Ollie is first to don the suit and face the crowd, and is immediately hit hard from behind. As Ollie is unaware of what is going to happen and therefore unable to brace himself, his body moves faster than his head and he consequently suffers a minor example of a common car-crash injury: whiplash. He is in a fair amount of pain – but why? It is because he is absorbing all of the pain in one part of his body – the point of impact –which, in this case, is his ribcage. The rugby players, however, are able to absorb the energy into the whole of their bodies.

Nicky is not happy about taking part in the experiment after seeing what the rugby squad did to Ollie. “Every part of me is telling me not to do this,” he whines. So why is it necessary for Nicky to repeat the experiment?

Professor Milligan explains that because Nicky is smaller, it is important to see where the energy goes when he is hit. Like a motorbike in a real crash, Nicky travels further on impact due to his lower body mass absorbing less energy than Ollie’s. In the space of half an hour, the guinea pigs sustain a broken collarbone, a possible rib fracture and whiplash – proving that they are truly stupid for taking part in such a dangerous experiment! Also in tonight’s programme, Kirby comes face to face with a ghost in order for Professor Milligan to explain the science behind goose pimples; the pigs are tested for ESP and a ten-year-old girl outshines the pigs in a sugary endurance test.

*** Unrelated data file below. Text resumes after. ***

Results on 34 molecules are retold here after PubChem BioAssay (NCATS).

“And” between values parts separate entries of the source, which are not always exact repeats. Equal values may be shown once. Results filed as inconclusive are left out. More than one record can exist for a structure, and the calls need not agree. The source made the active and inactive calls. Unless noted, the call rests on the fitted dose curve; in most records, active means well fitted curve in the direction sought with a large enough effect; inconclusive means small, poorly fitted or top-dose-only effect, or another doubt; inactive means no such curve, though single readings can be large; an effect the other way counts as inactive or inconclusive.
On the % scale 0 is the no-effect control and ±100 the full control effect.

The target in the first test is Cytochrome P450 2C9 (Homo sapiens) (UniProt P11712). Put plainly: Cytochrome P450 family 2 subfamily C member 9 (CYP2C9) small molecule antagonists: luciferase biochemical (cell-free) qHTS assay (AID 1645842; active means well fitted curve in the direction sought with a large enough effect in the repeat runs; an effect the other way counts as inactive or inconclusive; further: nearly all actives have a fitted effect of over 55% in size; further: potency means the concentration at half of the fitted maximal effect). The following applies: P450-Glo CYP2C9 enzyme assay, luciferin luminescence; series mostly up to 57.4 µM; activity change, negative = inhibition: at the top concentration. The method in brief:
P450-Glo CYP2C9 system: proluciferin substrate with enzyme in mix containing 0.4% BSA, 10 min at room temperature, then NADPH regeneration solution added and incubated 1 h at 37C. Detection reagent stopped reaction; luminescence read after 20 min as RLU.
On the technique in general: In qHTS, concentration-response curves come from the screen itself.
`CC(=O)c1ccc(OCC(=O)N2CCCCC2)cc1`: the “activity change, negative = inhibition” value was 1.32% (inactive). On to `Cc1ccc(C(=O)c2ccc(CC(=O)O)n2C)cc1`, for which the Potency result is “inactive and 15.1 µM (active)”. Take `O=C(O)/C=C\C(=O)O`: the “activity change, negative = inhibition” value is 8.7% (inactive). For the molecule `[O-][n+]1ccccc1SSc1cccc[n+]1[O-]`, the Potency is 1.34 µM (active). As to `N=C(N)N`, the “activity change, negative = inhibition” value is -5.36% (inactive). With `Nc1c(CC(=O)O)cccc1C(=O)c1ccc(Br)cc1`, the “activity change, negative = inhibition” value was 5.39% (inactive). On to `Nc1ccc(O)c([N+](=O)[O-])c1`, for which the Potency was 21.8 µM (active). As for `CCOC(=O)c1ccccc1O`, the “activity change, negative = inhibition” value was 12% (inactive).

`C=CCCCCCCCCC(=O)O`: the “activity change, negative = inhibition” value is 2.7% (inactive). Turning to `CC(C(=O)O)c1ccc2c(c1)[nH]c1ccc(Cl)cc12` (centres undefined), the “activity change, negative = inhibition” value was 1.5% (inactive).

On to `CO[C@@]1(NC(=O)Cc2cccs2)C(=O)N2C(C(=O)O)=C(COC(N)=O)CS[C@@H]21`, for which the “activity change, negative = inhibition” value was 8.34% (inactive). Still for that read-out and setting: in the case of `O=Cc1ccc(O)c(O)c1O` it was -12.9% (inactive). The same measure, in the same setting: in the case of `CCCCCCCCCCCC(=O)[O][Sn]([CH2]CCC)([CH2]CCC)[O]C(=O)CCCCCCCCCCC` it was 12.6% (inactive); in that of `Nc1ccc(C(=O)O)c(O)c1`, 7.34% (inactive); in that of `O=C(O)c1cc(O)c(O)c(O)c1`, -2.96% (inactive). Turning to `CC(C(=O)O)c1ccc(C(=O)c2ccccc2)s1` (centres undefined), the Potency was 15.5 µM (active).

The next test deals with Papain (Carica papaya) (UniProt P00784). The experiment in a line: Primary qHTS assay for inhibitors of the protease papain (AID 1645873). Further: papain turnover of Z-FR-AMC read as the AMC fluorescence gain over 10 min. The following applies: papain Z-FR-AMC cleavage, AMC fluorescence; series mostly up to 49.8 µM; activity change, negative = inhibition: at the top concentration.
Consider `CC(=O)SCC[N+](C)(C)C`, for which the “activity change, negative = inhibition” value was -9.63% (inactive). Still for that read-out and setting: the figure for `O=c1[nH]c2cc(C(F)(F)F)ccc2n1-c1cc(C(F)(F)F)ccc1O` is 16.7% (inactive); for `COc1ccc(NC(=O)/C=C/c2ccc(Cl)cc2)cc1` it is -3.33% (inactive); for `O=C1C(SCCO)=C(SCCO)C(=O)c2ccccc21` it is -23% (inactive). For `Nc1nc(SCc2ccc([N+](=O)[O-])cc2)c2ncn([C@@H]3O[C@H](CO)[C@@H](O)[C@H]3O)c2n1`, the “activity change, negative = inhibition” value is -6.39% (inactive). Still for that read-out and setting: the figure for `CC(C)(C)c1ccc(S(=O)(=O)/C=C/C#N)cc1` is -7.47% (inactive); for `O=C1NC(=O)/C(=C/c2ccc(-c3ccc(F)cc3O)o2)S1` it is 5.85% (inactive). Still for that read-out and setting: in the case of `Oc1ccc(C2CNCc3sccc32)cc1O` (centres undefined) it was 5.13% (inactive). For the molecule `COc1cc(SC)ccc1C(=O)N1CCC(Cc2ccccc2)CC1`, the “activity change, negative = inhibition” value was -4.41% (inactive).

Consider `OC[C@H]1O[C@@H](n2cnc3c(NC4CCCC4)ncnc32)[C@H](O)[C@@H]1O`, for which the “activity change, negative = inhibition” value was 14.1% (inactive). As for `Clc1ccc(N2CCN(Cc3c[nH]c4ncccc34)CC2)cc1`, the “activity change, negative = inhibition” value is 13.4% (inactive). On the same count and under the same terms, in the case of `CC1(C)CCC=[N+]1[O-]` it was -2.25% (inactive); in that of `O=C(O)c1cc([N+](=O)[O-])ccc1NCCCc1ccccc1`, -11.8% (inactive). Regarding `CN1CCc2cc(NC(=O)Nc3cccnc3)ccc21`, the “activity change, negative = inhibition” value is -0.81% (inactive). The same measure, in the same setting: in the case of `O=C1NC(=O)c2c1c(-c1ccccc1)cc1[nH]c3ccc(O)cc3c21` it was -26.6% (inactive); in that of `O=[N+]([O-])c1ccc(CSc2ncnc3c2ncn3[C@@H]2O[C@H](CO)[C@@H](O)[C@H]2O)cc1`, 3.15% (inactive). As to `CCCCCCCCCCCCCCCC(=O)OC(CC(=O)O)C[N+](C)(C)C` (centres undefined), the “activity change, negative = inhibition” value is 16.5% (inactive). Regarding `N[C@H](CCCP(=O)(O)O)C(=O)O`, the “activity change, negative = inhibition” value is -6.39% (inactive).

human guinea pigs (3/8)

Dan, Ollie, Nicky, Mike and Kirby are the Human Guinea Pigs –five best mates who take pleasure in performing outrageous stunts. Today’s programme sees the boys head to the limits of lunacy as they are shot with rubber bullets and attacked by angry dogs.

Having grown up together and developed a shared fascination with hurting themselves, the Human Guinea Pigs are now putting their stupidity to good use to solve a range of scientific conundrums. Along the way the boys are assisted by Professor Stuart Milligan, who pushes them to their limits in the pursuit of knowledge. As the guinea pigs are submitted to various tests, the professor explains what is happening to their bodies using animated images.

In tonight’s edition, the boys head across the Atlantic to take their unique brand of idiocy to the USA. Taking advantage of America’s lax gun laws, they decide to test the effects and the efficacy of rubber bullets. Though these projectiles are designed to incapacitate rather than kill, they can still pack a real punch, so viewers are reminded not to try this at home!

Elsewhere, Dan investigates the possible consequences of having too much of a good thing by ingesting vast quantities of vitamin C, and Ollie attempts to beat his personal best on the track with the help of an angry dog. To round the show off with some more suffering in the name of science, the boys explore the various properties of pepper –by attacking each other with spray.

human guinea pigs (2/8)